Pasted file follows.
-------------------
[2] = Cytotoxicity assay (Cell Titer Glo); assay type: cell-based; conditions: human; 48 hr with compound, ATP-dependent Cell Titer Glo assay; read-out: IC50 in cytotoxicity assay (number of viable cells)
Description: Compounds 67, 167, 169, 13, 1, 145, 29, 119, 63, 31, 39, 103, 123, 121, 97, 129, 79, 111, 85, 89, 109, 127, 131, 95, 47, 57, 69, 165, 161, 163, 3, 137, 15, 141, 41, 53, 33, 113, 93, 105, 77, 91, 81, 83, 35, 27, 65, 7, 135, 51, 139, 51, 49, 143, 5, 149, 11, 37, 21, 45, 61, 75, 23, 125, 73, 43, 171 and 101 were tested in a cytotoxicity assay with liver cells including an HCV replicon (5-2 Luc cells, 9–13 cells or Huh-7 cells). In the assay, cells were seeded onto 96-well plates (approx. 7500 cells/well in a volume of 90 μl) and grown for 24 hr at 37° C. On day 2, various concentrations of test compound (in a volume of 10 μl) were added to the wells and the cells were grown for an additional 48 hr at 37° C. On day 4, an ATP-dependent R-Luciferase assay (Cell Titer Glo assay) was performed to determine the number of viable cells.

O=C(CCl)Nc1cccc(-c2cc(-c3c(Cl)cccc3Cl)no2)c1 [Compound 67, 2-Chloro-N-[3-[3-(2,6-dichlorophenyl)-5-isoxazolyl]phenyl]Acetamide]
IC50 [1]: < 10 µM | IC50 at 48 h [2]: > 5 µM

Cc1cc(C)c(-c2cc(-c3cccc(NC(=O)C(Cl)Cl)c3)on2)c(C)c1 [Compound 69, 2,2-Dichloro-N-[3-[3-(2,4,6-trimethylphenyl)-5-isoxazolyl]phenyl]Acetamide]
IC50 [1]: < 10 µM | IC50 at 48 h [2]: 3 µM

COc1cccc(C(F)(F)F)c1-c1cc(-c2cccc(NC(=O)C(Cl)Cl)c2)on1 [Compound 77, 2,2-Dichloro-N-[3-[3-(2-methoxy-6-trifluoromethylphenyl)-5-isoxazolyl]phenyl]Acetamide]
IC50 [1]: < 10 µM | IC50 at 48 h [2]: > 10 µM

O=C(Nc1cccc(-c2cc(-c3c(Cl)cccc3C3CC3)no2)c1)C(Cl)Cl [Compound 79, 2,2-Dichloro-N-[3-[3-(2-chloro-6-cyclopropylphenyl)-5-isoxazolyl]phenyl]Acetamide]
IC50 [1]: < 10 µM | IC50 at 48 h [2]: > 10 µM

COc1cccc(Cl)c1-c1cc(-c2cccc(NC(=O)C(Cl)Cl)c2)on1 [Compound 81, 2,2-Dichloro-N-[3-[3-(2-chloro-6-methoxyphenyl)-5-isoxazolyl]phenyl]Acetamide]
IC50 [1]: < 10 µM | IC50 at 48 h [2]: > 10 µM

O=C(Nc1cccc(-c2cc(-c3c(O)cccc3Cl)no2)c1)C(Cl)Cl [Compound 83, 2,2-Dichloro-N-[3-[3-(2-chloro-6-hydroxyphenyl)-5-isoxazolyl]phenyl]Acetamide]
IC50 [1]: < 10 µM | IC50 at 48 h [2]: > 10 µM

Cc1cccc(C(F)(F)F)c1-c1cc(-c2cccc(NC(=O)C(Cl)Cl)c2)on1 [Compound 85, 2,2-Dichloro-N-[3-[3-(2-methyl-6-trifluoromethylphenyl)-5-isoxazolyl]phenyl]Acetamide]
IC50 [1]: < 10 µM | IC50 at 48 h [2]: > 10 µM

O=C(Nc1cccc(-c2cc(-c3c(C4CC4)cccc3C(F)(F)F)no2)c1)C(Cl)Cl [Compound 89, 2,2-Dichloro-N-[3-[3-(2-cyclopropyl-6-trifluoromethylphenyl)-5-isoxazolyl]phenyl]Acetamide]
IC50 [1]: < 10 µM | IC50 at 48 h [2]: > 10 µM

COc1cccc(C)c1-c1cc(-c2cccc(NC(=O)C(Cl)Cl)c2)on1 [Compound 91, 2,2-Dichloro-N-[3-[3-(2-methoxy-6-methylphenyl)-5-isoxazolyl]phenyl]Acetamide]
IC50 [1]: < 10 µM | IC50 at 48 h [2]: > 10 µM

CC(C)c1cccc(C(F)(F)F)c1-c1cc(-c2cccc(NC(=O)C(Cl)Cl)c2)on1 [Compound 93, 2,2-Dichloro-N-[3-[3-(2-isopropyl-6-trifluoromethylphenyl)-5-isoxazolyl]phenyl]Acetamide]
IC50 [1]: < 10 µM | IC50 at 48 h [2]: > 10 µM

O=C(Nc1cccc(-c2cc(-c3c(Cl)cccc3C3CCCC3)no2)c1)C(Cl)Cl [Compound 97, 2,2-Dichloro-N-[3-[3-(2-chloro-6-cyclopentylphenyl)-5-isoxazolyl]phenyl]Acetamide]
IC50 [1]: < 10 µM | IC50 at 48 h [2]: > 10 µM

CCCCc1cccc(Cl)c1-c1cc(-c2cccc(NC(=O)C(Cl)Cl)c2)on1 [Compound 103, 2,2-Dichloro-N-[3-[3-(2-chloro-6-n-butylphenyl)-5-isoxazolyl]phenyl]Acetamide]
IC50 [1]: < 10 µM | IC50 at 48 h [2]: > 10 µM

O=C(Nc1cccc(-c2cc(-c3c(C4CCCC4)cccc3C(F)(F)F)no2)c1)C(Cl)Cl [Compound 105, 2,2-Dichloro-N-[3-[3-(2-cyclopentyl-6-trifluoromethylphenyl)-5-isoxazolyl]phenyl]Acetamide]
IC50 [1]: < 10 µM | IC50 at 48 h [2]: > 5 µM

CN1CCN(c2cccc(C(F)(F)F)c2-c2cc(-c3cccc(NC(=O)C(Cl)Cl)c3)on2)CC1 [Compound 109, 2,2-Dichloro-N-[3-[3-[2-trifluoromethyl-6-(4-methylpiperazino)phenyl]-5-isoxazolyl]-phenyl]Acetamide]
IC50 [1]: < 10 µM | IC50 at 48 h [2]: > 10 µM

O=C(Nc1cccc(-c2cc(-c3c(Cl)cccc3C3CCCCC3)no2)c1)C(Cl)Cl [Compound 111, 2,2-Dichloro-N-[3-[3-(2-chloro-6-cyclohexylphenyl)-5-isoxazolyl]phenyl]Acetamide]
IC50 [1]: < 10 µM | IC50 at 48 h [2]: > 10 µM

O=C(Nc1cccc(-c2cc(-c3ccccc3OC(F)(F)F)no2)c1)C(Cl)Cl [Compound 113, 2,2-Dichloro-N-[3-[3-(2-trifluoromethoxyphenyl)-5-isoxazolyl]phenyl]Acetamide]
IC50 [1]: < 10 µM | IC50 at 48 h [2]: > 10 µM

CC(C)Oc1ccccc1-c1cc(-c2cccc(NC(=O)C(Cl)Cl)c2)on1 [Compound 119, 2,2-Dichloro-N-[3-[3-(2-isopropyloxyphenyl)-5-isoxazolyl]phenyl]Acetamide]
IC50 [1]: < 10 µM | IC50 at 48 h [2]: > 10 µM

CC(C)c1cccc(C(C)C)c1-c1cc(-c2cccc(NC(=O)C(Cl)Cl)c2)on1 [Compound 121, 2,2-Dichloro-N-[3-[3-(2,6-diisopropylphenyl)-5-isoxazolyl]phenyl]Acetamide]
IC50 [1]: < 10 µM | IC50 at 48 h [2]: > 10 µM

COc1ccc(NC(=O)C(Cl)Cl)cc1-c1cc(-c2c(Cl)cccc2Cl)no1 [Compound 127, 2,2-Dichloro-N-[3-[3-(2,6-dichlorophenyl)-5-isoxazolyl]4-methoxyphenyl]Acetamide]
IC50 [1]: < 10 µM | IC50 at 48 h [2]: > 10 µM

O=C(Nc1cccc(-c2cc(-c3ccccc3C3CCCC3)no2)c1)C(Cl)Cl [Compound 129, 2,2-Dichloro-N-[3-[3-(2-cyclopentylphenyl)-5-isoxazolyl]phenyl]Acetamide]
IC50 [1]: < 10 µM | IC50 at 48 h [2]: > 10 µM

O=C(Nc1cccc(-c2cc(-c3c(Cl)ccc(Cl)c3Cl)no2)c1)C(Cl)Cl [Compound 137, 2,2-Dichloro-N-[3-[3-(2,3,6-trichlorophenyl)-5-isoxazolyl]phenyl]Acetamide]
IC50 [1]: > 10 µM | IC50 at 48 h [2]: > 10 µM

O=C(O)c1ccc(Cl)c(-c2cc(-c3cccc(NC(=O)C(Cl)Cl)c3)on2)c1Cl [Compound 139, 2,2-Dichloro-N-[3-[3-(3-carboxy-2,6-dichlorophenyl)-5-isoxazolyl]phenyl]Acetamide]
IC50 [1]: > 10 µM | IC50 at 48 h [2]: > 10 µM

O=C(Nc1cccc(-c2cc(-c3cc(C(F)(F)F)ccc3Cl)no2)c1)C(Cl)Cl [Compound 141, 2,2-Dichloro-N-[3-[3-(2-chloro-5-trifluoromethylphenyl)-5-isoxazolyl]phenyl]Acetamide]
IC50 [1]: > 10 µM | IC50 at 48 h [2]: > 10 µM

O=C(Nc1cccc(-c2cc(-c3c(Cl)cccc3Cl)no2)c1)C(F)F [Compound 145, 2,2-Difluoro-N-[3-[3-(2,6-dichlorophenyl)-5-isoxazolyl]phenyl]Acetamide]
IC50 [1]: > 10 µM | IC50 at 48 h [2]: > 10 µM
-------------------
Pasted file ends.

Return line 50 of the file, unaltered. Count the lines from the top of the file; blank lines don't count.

IC50 [1]: > 10 µM | IC50 at 48 h [2]: > 10 µM